[0023] Different methods can be used to deposit the coating layer or layers onto the graphite body/substrate. In one embodiment, at least one of the layers can be applied through physical vapor deposition (PVC), wherein the coating material, e.g. boron nitride and/or aluminum nitride is/are transferred in vacuum into the gaseous phase through purely physical methods and are deposited on the surface to be coated. A number method variants can be used. In one embodiment, the coating material is deposited onto the surface under high vacuum, wherein it is heated to transition either from the solid via the liquid into the gaseous state or directly from the solid into the gaseous state using electric resistance heating, electron or laser bombardment, electric arc evaporation or the like. Sputtering can also be used, wherein a solid target which consists of the respective coating material is atomized in vacuum by high-energy ions, e.g. inert gas ions, in particular argon ions, with the ion source being e.g. an inert gas plasma. Finally, a target which consists of the respective coating material can also be bombarded with ion beams under vacuum, be transferred into the gaseous phase and be deposited on the surface to be coated.

[0024] Of course, the above-mentioned PVD methods can also be combined and at least one of the layers can be deposited e.g. through plasma-supported vapor deposition.

[0025] Alternatively in one embodiment of the invention or as an additional coating layer, one of the layers can be deposited through chemical vapor deposition (CVD). In contrast to the PVD methods, the CVD method has associated chemical reactions. The gaseous components produced at temperatures of approximately 200 to 2000° C. through thermal, plasma, photon or laser-activated chemical vapor deposition are transferred with an inert carrier gas, e.g. argon, usually at under-pressure, into a reaction chamber in which the chemical reaction takes place. The solid components thereby formed are deposited onto the graphite body to be coated. The volatile reaction products are exhausted along with the carrier gas.

[0026] In one embodiment of the invention, the graphite body 10 is coated with a layer of pyrolytic boron nitride via a CVD process as described in U.S. Pat. No. 3,182,006, the disclosure of which is herein incorporated by reference. In the process, vapors of ammonia and a gaseous boron halide such as boron trichloride (BCl3) in a suitable ratio are used to form a boron nitride deposit on the surface of the graphite base 10.

[0027] In yet another embodiment of the invention, at least one of the layers can also be deposited using thermal injection methods, e.g. by means of a plasma injection method. Therein, a fixed target is heated and transferred into the gaseous phase by means of a plasma burner through application of a high-frequency electromagnetic field and associated ionization of a gas, e.g. air, oxygen, nitrogen, hydrogen, inert gases etc. The target may consist, e.g. of boron nitride or aluminum nitride and be transferred into the gaseous phase and deposited on the graphite body to be coated in a purely physical fashion. The target can also consist of boron and be deposited as boron nitride on the surface to be coated through reaction with the ionized gas, e.g., nitrogen.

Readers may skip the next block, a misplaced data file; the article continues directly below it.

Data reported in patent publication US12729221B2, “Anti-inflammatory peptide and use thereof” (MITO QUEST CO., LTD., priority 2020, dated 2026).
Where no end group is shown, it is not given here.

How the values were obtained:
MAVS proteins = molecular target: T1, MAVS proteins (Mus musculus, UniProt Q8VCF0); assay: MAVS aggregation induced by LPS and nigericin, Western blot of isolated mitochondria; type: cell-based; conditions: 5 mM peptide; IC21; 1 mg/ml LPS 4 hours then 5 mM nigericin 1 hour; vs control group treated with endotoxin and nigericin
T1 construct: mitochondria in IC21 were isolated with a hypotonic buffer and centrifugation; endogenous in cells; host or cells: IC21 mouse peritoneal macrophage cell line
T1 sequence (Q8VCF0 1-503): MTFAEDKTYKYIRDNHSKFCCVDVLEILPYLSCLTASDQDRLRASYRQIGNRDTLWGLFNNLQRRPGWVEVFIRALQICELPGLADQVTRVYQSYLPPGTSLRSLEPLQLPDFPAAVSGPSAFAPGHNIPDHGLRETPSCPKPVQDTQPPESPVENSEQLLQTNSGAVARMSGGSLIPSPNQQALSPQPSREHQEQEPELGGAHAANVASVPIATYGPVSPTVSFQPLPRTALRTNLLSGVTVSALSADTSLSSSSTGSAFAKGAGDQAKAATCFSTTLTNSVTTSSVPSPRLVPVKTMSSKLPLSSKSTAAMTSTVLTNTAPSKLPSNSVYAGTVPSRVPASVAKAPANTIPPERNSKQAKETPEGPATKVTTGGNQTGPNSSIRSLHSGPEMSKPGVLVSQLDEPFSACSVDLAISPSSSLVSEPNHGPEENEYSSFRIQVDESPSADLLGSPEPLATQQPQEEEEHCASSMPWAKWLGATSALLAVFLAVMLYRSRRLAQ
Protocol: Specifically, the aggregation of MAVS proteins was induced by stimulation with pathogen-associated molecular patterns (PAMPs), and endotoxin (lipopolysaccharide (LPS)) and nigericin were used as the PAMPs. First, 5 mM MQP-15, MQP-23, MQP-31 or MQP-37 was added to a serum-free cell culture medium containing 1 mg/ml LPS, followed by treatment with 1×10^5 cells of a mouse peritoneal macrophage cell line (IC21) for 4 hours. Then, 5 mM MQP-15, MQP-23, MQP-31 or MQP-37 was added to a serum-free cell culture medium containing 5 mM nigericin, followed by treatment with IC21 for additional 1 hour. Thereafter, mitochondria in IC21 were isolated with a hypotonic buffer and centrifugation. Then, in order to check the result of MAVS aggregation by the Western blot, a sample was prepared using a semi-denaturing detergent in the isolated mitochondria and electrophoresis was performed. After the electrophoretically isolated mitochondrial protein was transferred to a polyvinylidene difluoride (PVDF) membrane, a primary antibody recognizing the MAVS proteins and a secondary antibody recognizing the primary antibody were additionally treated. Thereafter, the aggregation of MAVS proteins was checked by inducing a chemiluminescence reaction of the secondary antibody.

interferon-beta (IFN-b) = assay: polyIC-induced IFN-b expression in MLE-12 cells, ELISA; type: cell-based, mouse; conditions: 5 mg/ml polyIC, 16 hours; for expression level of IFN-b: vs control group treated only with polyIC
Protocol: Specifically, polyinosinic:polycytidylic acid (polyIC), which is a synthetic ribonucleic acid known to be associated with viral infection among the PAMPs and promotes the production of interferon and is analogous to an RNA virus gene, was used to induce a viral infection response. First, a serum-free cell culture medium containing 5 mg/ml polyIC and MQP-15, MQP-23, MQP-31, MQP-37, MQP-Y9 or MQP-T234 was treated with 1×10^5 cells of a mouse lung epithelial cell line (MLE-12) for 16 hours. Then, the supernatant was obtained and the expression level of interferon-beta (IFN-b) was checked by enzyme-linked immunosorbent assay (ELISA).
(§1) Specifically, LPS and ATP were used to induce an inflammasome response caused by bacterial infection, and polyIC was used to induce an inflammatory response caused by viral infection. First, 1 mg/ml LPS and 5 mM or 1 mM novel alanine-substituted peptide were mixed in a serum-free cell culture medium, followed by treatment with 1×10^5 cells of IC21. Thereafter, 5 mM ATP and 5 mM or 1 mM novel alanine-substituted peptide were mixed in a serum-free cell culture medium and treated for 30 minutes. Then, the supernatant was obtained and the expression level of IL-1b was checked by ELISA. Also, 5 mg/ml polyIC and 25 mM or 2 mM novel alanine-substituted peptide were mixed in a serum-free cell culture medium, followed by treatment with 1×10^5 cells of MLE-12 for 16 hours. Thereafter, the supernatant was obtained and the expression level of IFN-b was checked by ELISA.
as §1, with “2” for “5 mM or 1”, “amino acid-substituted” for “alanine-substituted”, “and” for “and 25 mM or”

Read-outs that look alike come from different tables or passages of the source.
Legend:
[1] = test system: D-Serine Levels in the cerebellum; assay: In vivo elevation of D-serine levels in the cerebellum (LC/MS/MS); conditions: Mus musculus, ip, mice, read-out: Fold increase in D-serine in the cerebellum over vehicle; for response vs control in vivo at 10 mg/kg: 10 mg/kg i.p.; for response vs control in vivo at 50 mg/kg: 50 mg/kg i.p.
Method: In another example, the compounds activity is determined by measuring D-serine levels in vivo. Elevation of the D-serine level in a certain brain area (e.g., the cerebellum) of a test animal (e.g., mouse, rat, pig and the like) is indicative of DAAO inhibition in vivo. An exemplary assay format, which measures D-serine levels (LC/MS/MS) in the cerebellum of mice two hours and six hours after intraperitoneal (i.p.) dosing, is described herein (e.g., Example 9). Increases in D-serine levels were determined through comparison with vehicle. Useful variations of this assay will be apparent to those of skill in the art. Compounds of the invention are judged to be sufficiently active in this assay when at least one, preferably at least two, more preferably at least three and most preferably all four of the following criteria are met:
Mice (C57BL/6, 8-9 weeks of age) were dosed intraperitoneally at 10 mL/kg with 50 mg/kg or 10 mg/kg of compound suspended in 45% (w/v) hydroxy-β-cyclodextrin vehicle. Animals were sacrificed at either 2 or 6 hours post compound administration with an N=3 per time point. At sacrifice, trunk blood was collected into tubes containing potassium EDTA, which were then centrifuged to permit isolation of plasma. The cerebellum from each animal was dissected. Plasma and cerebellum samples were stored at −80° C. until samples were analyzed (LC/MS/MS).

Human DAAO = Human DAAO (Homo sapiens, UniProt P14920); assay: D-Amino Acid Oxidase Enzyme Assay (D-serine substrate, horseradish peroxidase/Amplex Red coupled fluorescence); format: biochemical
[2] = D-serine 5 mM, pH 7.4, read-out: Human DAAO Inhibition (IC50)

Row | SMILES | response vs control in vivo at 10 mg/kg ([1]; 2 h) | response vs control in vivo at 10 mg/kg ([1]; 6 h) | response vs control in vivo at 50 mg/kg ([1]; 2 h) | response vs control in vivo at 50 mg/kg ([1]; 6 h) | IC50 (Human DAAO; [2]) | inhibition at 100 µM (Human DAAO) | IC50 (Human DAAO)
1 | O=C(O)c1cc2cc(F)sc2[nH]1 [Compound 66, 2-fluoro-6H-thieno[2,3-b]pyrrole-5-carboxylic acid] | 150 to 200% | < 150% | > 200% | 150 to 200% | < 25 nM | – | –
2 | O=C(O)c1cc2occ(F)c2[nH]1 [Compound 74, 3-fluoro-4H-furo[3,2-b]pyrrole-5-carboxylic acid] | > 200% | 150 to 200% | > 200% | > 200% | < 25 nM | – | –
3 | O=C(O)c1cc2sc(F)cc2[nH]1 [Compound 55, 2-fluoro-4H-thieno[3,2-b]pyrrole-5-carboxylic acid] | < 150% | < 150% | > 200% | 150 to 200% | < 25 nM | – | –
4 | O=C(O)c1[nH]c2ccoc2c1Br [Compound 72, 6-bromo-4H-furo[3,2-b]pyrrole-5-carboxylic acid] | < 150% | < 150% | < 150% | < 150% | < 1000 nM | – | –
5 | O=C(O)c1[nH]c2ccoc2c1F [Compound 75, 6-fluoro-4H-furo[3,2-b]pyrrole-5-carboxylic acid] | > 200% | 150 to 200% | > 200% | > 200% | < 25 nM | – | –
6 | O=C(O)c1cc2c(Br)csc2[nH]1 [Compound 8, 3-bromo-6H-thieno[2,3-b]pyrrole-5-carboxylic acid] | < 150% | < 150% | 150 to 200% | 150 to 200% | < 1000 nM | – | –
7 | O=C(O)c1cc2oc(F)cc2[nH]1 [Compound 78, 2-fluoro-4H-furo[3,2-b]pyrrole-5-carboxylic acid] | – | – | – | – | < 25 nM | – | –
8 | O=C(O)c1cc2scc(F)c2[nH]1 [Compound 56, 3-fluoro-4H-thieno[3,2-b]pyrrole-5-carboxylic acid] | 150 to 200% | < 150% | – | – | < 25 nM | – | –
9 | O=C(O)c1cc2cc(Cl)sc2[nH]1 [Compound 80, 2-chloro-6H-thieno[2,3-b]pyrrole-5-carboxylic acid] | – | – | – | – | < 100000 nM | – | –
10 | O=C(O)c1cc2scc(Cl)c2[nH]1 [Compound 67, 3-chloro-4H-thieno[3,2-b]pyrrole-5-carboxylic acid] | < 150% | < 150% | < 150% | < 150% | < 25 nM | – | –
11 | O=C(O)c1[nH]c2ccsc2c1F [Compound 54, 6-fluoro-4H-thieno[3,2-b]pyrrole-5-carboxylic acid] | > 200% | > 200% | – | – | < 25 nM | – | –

[0028] In another embodiment, a thermal spray process is used, i.e., a flame spray technique is used wherein the powder coating feedstock is melted by means of a combustion flame, usually through ignition of gas mixtures of oxygen and another gas. In another thermal spray process called arc plasma spraying, a DC electric arc creates an ionized gas (a plasma) that is used to spray the molten powdered coating materials in a manner similar to spraying paint. In yet another embodiment, the coating material is applied as a paint/spray and sprayed onto the graphite body with an air sprayer.

[0029] In another embodiment for a relatively “thick” coating layer, i.e., of 0.03 inches or thicker, the coating material is applied simply as a liquid paint and then dried at sufficiently high temperatures to dry out the coating. In one embodiment wherein BN is used as a coating, the BN over-coated graphite structure is dried at a temperature of at least 75° C., and in one embodiment, of at least 100° C. to dry out the coating.

[0030] In one embodiment of the invention and after a coating process as described above, the coated graphite structure is heated to a temperature of at least 500° C. to further bond the nitride coating onto the graphite body.

[0031] Forming Electrical Patterns on the Coated Graphite Base: The forming of an electrical pattern in the solid graphite body, i.e., an electrically isolated, resistive heater path may be done by techniques known in the art, including but not limited to micro machining, micro-brading, laser cutting, chemical etching, or e-beam etching. The pattern may be defined for example, by a removable mask or tape. Other masking techniques include the use of dissolvable protective coatings, e.g., photoresist. Patterned application allows for controlled heating in localized areas of the graphite body.

[0032] In one embodiment as illustrated in FIG. 1C or 2C, the coated graphite base 10 is machined from the side opposite the substantially continuous coated surface 12 into a desired electrical pattern for resistive heating. In one embodiment, the pattern 13 is that of a spiral or serpentine configuration as shown in FIG. 3B, with open ends adapted for connection to an external power supply.

[0033] As illustrated in FIGS. 1D and 2D, the forming of the electrical pattern/the machining operation is conducted through the cross sectional body of the graphite base 10, up to the continuous coated surface 12. As shown, the machining is done without removing the coated layer 12, i.e., the coating is left substantially intact.

[0034] Coating the Patterned Graphite Body with a Substantially Continuous Overcoat: In this step, the patterned graphite body is coated with at least another layer for enhanced corrosion resistance against the wafer processing chemical environment. The protective overcoat layer 14 may cover both the top and the bottom surfaces of the patterned graphite body as illustrated in FIG. 1D, or the overcoating layer may simply provide a protective layer covering any exposed graphite as illustrated in FIG. 2D.